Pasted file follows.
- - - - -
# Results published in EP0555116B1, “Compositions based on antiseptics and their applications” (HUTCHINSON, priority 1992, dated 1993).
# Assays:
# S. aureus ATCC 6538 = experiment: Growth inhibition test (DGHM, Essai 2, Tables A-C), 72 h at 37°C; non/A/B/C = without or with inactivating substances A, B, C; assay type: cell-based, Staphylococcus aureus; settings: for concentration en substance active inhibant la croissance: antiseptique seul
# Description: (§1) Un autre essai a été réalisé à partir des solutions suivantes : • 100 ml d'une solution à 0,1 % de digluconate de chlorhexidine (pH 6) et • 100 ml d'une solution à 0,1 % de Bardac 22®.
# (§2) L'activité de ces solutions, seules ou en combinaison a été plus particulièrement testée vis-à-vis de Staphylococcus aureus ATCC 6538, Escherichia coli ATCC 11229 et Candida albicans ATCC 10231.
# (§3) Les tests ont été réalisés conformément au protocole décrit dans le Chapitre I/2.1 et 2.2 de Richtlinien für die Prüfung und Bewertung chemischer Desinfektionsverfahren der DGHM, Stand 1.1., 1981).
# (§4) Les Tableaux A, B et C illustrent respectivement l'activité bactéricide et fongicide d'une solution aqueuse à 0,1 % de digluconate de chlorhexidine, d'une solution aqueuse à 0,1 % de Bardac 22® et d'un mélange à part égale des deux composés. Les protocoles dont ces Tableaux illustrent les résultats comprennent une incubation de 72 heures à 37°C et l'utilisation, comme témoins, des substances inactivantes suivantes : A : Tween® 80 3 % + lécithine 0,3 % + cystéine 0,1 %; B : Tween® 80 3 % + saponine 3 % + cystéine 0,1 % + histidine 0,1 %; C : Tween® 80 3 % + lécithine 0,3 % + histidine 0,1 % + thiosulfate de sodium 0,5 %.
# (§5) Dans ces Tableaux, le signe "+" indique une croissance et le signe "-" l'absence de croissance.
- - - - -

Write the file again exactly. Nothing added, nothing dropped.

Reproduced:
# Results published in EP0555116B1, “Compositions based on antiseptics and their applications” (HUTCHINSON, priority 1992, dated 1993).
# Assays:
# S. aureus ATCC 6538 = experiment: Growth inhibition test (DGHM, Essai 2, Tables A-C), 72 h at 37°C; non/A/B/C = without or with inactivating substances A, B, C; assay type: cell-based, Staphylococcus aureus; settings: for concentration en substance active inhibant la croissance: antiseptique seul
# Description: (§1) Un autre essai a été réalisé à partir des solutions suivantes : • 100 ml d'une solution à 0,1 % de digluconate de chlorhexidine (pH 6) et • 100 ml d'une solution à 0,1 % de Bardac 22®.
# (§2) L'activité de ces solutions, seules ou en combinaison a été plus particulièrement testée vis-à-vis de Staphylococcus aureus ATCC 6538, Escherichia coli ATCC 11229 et Candida albicans ATCC 10231.
# (§3) Les tests ont été réalisés conformément au protocole décrit dans le Chapitre I/2.1 et 2.2 de Richtlinien für die Prüfung und Bewertung chemischer Desinfektionsverfahren der DGHM, Stand 1.1., 1981).
# (§4) Les Tableaux A, B et C illustrent respectivement l'activité bactéricide et fongicide d'une solution aqueuse à 0,1 % de digluconate de chlorhexidine, d'une solution aqueuse à 0,1 % de Bardac 22® et d'un mélange à part égale des deux composés. Les protocoles dont ces Tableaux illustrent les résultats comprennent une incubation de 72 heures à 37°C et l'utilisation, comme témoins, des substances inactivantes suivantes : A : Tween® 80 3 % + lécithine 0,3 % + cystéine 0,1 %; B : Tween® 80 3 % + saponine 3 % + cystéine 0,1 % + histidine 0,1 %; C : Tween® 80 3 % + lécithine 0,3 % + histidine 0,1 % + thiosulfate de sodium 0,5 %.
# (§5) Dans ces Tableaux, le signe "+" indique une croissance et le signe "-" l'absence de croissance.